Vegas to Reno
September 28th, 2001

We had many more pictures, but unfortunately my briefcase with all the cameras flew out of the back of the truck, and two cameras were destroyed by being run over on I-80.  On the bright side, I now have one of the few road-rashed Coach briefcases in existence...

bitd_06 copy.JPG (76952 bytes) bitd_03 copy.JPG (47322 bytes) bitd_07 copy.JPG (93733 bytes)
bitd_05 copy.JPG (66543 bytes) V2R11P.jpg (334851 bytes) bitd_02 copy.JPG (45009 bytes)
V2R01.jpg (143468 bytes) V2R02.jpg (176825 bytes) V2R03.jpg (164491 bytes)
V2R06P.jpg (305748 bytes) V2R12P.jpg (384539 bytes) V2R07P.jpg (303355 bytes)
V2R04.jpg (175421 bytes) V2R10P.jpg (323859 bytes) V2R05.jpg (169877 bytes)
V2R08P.jpg (294676 bytes)


V2R13P.jpg (314615 bytes)


V2R09P.jpg (310559 bytes)


Well, we finished the race.

My ankle was questionable, so I was to do a short leg to determine if I could ride. The ankle was ok, but I crashed hard (in deep rutted silt at about 80mph). Landed on my right shoulder and hurt it pretty good. Does not appear to be broken, but hurts like hell. I gathered myself up, spit out the mouthful of dirt, and carried on, only to duplicate the exact same crash, landing on the same shoulder, less than two miles later. Only difference was I was only doing about 40-50mph when I crashed the second time. Picked up the bike again one handed, and carried on, knowing I had to get the bike back to the pits. Got the bike back and passed it off. My race was over.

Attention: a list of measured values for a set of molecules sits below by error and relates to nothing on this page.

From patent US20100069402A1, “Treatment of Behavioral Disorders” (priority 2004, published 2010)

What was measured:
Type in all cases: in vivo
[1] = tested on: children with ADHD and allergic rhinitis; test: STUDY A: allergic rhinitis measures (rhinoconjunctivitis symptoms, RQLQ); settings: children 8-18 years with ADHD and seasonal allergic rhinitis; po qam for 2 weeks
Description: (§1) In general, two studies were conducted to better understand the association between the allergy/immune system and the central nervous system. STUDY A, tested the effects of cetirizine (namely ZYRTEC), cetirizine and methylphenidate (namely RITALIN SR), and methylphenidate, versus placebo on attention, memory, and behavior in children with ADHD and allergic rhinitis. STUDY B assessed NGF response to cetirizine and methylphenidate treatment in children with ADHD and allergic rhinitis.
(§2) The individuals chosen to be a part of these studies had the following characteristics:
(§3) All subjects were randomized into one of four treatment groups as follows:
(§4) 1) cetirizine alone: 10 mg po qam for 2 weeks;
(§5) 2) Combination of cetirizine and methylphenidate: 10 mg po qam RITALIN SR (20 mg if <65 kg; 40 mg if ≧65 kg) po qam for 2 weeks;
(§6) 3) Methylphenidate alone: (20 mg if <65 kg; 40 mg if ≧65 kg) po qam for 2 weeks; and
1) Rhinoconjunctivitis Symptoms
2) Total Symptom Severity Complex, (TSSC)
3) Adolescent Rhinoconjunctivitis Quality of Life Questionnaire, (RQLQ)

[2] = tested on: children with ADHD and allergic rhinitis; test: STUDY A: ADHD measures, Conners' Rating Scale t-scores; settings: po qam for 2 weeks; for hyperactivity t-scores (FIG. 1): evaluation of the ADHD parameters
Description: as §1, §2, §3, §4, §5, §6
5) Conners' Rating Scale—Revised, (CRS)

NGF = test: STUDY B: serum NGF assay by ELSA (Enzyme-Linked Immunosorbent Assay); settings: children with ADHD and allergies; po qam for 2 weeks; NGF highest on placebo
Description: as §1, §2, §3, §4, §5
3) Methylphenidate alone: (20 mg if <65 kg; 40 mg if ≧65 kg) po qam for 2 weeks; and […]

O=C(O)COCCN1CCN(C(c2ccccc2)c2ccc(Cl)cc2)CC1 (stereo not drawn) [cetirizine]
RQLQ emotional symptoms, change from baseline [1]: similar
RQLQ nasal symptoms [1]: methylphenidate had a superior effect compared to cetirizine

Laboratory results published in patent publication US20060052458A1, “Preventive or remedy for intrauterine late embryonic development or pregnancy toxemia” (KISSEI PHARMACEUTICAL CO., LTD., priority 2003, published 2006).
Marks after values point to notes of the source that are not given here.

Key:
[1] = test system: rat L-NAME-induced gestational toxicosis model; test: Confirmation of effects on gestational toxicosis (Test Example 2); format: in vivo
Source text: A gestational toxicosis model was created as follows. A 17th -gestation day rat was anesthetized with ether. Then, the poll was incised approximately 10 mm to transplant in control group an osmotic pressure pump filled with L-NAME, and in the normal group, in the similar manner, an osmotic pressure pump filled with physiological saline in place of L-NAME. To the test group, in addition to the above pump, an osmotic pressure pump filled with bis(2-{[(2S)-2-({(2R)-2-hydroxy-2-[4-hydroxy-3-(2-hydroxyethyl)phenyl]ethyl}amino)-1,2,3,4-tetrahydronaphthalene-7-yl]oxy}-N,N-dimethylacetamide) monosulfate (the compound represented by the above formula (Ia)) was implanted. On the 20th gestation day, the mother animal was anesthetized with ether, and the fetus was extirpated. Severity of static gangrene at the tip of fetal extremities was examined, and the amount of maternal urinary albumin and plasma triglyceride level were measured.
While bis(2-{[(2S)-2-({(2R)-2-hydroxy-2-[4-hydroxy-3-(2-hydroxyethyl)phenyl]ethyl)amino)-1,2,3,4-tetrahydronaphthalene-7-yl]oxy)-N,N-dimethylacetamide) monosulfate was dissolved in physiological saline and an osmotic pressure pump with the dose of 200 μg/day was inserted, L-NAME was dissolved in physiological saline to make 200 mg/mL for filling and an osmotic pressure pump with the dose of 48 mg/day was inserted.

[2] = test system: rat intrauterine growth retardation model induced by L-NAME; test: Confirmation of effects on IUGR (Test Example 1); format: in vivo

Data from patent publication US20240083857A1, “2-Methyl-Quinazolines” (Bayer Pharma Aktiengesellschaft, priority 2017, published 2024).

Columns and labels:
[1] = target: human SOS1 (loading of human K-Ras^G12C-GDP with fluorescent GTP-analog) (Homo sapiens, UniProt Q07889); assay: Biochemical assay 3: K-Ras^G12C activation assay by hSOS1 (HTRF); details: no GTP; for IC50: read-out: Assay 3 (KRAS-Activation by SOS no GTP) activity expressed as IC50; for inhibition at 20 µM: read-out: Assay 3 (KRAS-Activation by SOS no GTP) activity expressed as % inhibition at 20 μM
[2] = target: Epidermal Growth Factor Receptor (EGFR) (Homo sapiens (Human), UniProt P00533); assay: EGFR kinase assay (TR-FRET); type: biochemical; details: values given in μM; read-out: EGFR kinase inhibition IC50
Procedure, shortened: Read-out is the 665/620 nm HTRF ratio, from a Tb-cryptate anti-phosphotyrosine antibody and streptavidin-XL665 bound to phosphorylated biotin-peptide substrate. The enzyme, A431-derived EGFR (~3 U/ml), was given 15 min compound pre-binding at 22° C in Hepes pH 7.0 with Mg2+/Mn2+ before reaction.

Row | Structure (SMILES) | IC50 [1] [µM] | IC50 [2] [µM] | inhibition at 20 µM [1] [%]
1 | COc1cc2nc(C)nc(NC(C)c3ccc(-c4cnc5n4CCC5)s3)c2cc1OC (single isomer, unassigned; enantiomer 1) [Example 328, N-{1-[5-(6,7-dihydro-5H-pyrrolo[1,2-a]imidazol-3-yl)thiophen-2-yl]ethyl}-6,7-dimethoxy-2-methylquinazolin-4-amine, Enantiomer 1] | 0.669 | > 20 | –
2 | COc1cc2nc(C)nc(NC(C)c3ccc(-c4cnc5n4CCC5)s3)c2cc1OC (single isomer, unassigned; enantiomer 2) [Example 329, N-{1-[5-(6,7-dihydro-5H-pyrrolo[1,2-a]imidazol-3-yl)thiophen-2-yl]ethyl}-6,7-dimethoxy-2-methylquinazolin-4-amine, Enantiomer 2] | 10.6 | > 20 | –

Mike and Charlie were heroic, each riding over 240 miles total, and each riding over 60 in the dark. The conditions were much more brutal than I think we imagined, and the bike was not set up as well as it might. No steering dampener meant most of the race the bike was tank slapping. Poor front tire for the first half meant no front grip. We bought another front tire from Kawasaki and changed halfway, solving that problem. However, the tank slapping continued.

Mike had a particularly brutal section after dark, where it took him (and most others) about an hour to travel only 18 miles. He also had one nice moment when he was hauling ass uphill at about 80 and the headlight ground lead came off, shutting off the light!! Charlie had fun for most of the race with a hurt knee. He had crashed early on and hurt it. What he did not find out until after the race when he took off his gear was that his kneepad had lost a rivet, and that rivet had snuck around and was inside the kneepad, drilling into his kneecap. Every time he crashed on that knee (several more times) it just hammered itself in some more. He had to pull it out when he took off his gear.

Charlie finally brought the bike home at about 1am, giving us a total estimated race time of a touch under 17 hours.

Kudos to Mike and Charlie. I was unfortunately not able to contribute as I had wanted, but they were able to bring it home. We have no idea where we finished, but just finishing was better than a lot. Many bikes never made it, some were even totaled before the second pit. As the race went on, more and more bikes were dead by the side of the road, their riders walking or waiting.

Also, big thanks to Gary, who volunteered his time and his truck to be an integral part of the team (probably more integral than me!) and escort us all around in style in the huge Nissan crew cab. Thanks G.

Anyway, it was a hell of an experience, and I just wish I could have ridden more.. Oh well.